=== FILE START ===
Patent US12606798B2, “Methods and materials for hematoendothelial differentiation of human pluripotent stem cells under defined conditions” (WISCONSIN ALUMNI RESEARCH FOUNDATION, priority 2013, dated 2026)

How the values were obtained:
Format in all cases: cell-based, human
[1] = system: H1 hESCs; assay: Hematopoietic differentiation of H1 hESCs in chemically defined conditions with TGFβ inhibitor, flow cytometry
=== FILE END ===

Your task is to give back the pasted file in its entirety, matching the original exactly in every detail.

Patent US12606798B2, “Methods and materials for hematoendothelial differentiation of human pluripotent stem cells under defined conditions” (WISCONSIN ALUMNI RESEARCH FOUNDATION, priority 2013, dated 2026)

How the values were obtained:
Format in all cases: cell-based, human
[1] = system: H1 hESCs; assay: Hematopoietic differentiation of H1 hESCs in chemically defined conditions with TGFβ inhibitor, flow cytometry